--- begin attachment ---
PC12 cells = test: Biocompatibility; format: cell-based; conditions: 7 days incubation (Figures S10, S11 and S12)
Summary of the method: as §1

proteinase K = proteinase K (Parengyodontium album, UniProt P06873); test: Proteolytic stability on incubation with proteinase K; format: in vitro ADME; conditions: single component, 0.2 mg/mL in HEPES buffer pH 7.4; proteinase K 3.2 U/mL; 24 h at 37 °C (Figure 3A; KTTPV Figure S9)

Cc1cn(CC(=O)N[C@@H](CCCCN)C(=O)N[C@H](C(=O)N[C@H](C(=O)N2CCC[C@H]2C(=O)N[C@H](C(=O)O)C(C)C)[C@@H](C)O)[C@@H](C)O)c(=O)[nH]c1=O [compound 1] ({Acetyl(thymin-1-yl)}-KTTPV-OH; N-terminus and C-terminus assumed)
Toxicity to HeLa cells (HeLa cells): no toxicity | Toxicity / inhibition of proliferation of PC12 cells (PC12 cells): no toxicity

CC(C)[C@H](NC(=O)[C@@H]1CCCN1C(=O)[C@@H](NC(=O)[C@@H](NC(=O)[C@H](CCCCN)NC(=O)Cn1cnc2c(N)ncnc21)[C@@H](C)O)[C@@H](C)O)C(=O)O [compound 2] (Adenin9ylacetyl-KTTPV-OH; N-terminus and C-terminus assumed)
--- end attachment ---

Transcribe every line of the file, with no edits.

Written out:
PC12 cells = test: Biocompatibility; format: cell-based; conditions: 7 days incubation (Figures S10, S11 and S12)
Summary of the method: as §1

proteinase K = proteinase K (Parengyodontium album, UniProt P06873); test: Proteolytic stability on incubation with proteinase K; format: in vitro ADME; conditions: single component, 0.2 mg/mL in HEPES buffer pH 7.4; proteinase K 3.2 U/mL; 24 h at 37 °C (Figure 3A; KTTPV Figure S9)

Cc1cn(CC(=O)N[C@@H](CCCCN)C(=O)N[C@H](C(=O)N[C@H](C(=O)N2CCC[C@H]2C(=O)N[C@H](C(=O)O)C(C)C)[C@@H](C)O)[C@@H](C)O)c(=O)[nH]c1=O [compound 1] ({Acetyl(thymin-1-yl)}-KTTPV-OH; N-terminus and C-terminus assumed)
Toxicity to HeLa cells (HeLa cells): no toxicity | Toxicity / inhibition of proliferation of PC12 cells (PC12 cells): no toxicity

CC(C)[C@H](NC(=O)[C@@H]1CCCN1C(=O)[C@@H](NC(=O)[C@@H](NC(=O)[C@H](CCCCN)NC(=O)Cn1cnc2c(N)ncnc21)[C@@H](C)O)[C@@H](C)O)C(=O)O [compound 2] (Adenin9ylacetyl-KTTPV-OH; N-terminus and C-terminus assumed)